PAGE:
“management terminal software, ” as follows:
Lucky Duck Game:
Id. at 3-10, 14-16. Queen also claims that he
personally observed Falcon software in multiple locations in
North Carolina and Florida. Id. at 6. In addition to
North Carolina and Florida, Queen “believes that the
Falcon software is being distributed in other states
including Arizona, California, and Colorado.”
Id. at 11.
alleges that the depositions provide additional evidence of a
scheme where Lara and Sweeps would distribute and install
Falcon software, and then retrieve a portion of the revenue.
Doc. 1 at 11, 13. According to the deposition of Cavazos,
Lara installed the software at North Loop, and picked up a
weekly cash payment of 50% of revenues derived from Falcon.
Doc. 2-1 at 54:5, 59:7-10, 88:5-12, Ex. 3. According to the
depositions of Frank and Schappel, Lara distributed the
software to them for installation, Lara activated the
software, and Lara received 5% of profits. Id. at
Ex. 4, 5.
alleges that Epic owns the copyrights for the above software
and icons. Relevant to the default judgment, Queen alleges
that Epic owns these five copyrights for the Lucky Duck game
and one for the Ritzy Kitty game: Copyright Registration Nos.
PA0001828303 (lucky duck screen displays), VA0001745520
(lucky duck game icons and screens), VA0001779200 (cherries),
VA0001779211 (bell), VA0001779212 (watermelon), and
VA0001943259 (Ritzy Kitty). Id. at 3; Doc. 42 at
13-14. According to the exhibits attached to the motion for
default judgment and a supplement to that motion, Epic owns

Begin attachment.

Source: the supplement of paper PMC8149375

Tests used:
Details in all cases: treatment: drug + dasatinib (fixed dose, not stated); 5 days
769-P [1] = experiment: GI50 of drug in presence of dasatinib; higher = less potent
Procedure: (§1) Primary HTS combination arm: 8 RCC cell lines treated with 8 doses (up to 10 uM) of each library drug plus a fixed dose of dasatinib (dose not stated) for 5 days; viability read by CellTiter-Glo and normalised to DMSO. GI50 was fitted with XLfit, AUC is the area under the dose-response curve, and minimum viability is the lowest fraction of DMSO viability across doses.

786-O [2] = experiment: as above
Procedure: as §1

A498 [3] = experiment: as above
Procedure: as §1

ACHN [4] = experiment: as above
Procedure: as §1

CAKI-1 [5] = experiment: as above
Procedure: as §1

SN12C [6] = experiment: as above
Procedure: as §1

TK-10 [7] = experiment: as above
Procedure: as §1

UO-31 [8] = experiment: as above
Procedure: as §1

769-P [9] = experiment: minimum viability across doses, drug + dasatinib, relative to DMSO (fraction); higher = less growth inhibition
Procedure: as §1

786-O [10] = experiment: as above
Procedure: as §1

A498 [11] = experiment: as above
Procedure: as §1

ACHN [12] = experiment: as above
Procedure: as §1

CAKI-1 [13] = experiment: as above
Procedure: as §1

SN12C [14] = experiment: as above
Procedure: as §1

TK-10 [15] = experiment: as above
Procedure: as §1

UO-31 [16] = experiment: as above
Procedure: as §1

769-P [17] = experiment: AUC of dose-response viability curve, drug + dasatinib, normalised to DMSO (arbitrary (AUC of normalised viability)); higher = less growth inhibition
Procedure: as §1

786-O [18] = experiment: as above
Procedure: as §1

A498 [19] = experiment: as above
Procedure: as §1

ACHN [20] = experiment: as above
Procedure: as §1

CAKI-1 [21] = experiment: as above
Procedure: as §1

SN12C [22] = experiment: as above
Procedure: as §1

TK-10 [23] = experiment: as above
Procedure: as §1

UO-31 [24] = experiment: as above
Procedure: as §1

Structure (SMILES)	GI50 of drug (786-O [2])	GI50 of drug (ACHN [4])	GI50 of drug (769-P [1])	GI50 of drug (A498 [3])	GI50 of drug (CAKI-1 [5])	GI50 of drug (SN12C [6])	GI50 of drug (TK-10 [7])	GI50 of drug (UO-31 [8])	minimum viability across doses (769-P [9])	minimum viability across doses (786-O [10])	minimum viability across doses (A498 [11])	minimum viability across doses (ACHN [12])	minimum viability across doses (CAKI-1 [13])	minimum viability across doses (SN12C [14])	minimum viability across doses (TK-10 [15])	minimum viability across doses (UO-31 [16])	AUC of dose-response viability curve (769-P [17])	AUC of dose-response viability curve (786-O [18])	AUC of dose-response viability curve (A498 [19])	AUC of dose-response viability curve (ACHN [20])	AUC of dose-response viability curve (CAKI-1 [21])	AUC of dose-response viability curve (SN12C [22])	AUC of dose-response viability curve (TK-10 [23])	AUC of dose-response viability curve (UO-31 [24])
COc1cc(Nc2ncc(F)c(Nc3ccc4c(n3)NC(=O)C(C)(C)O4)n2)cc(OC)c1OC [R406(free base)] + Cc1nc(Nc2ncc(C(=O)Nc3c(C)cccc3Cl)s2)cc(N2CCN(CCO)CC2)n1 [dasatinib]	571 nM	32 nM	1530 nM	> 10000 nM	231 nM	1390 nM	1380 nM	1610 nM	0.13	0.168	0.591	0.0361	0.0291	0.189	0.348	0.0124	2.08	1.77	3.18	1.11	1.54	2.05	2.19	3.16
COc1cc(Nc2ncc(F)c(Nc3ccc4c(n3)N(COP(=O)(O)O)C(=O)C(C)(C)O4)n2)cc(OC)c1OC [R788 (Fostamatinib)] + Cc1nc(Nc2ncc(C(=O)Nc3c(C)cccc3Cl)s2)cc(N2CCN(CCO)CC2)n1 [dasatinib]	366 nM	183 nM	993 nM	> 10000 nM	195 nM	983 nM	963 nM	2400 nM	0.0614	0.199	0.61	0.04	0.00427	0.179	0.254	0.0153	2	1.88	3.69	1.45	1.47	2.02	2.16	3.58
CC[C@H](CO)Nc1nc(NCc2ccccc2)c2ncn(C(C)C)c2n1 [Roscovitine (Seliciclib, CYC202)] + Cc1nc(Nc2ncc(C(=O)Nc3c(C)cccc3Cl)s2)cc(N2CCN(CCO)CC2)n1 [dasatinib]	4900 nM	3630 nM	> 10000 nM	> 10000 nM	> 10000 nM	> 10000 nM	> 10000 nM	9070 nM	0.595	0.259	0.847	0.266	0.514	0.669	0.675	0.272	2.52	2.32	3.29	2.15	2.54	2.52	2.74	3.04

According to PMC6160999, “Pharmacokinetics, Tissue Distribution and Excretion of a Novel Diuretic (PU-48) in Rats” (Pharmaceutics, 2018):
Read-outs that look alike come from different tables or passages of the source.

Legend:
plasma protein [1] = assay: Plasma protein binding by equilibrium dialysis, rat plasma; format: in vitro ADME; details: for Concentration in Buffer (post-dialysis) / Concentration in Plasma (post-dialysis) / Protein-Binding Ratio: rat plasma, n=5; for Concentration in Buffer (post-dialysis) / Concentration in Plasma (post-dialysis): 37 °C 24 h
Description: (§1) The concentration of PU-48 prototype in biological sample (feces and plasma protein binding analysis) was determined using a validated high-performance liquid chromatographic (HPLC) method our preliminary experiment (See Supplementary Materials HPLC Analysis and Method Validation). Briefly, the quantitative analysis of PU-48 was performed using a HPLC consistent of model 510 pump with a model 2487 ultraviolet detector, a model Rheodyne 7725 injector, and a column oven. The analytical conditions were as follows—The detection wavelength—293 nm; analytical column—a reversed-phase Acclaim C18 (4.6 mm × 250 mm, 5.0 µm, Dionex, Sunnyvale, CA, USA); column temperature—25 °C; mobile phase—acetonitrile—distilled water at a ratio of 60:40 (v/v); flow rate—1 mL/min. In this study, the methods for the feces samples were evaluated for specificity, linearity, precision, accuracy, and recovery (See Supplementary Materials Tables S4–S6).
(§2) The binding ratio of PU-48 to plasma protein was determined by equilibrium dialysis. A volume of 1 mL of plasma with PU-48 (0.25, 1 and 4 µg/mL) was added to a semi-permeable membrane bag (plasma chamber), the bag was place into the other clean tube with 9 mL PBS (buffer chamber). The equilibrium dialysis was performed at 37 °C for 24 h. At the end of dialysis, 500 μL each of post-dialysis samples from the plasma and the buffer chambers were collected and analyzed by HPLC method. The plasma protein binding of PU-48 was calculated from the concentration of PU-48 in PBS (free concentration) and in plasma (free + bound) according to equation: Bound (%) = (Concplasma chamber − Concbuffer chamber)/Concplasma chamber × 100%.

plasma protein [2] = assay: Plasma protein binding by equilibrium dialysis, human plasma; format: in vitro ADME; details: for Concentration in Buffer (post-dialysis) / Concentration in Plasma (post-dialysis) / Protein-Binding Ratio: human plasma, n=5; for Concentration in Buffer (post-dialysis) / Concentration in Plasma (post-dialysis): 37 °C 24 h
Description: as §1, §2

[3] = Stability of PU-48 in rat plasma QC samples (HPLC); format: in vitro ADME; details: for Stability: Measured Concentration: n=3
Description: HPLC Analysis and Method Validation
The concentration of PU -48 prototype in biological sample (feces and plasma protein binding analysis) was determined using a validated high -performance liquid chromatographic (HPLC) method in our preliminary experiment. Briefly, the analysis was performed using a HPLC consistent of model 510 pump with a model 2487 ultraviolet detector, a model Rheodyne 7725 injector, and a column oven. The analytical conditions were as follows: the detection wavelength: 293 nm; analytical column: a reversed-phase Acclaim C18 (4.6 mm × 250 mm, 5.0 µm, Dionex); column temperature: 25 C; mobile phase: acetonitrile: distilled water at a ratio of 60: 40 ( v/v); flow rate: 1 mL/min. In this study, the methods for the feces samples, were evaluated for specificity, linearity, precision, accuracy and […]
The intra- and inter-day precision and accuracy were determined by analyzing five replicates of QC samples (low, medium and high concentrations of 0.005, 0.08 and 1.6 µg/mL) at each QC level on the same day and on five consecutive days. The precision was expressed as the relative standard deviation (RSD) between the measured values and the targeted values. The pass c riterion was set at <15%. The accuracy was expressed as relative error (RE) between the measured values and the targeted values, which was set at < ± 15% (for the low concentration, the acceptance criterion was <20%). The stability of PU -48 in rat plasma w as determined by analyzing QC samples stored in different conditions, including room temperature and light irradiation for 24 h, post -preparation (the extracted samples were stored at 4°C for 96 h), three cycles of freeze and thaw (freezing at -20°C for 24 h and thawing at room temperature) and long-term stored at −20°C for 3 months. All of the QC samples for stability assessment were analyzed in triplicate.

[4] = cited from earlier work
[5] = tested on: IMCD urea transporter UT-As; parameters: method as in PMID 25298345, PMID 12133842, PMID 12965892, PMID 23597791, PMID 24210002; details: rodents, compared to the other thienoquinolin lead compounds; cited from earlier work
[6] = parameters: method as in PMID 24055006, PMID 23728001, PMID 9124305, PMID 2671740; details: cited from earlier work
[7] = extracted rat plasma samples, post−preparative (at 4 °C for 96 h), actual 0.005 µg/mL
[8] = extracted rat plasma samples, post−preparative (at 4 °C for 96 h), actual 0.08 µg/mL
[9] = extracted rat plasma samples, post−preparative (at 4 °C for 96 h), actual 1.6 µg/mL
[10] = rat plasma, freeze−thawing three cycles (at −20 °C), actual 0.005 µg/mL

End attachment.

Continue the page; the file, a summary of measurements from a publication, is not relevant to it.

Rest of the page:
each of these copyrights through assignment, conveyance, or
direct copyright claim. Docs. 42-4, Ex. 4 (copies of
copyright filings); 2-1 at 368-372, Ex. 6 (assignment of
copyrights to Epic); 50. While, the supplemental filing walks
through the transfer of the copyright claims from filing to
Epic, we do not include this roadmap in the opinion because
the Court granted Epic's motion to seal the supplemental
filing. Doc. 50.
also alleges that Epic owns two federal trademarks for the
Lucky Duck, U.S. Trademark Registration No. 3, 853, 565, and
Reel Cats games, U.S. Trademark Registration No. 3, 782, 626.
Doc. 2-1 at 3. The below example screen shots were taken from
Falcon software used in North Carolina:
to the exhibits attached to the motion for default judgment,
Gateway Gaming, LLC registered federal trademarks for Lucky
Duck and Reel Cats, and later assigned those trademarks to
Epic. Doc. 42-5, Ex. 5. Epic also alleges common law
trademarks for Storefront and Community Prize, but Queen only
references other “registered trademarks.” Docs. 1
at 9, ¶ 28; 2-1 at 4, ¶ 11, as follows:
Doc. 1 at 14.
Queen alleges that the similarities of the management
terminal software of both Falcon and Legacy proves that
Falcon used a copy of Legacy's computer code, which is
Epic's trade secret. Id. at 8-11.
Epic sued Lara and Sweeps alleging that they willfully
infringed on six of Epic's copyrights under 17 U.S.C.
§ 501, two trademarks under 15 U.S.C. § 1114, two
common law trademarks under state law, and its trade secret
computer code. Id. at 15-29; Doc. 42 at 6-7.
effected service on Lara and Sweeps. On May 13, 2015, Epic
served Lara under Rule of Civil Procedure 4(e)(2)(B) by
leaving copies of the Complaint and Summons with someone of
suitable age and discretion who resides at Lara's
residence. Doc. 17. On the same date, Epic served Sweeps
under Rule of Civil Procedure 4(h)(1)(B) by effecting service
on Lara, the president of Sweeps, and by delivering a copy of
the summons and of the complaint to Ms. Holseth, Accounts
Manager of Sweeps. Doc 18.
April 7, 2017, Epic moved for default judgment against Laura
and Sweeps, seeking statutory damages for willful conduct, a
permanent injunction, and attorney's fees. Doc. 42. Under
the Local Rules of the Southern District of Texas, Epic
served the motion for default judgment upon the Defendants
via certified mail, with return receipt requested.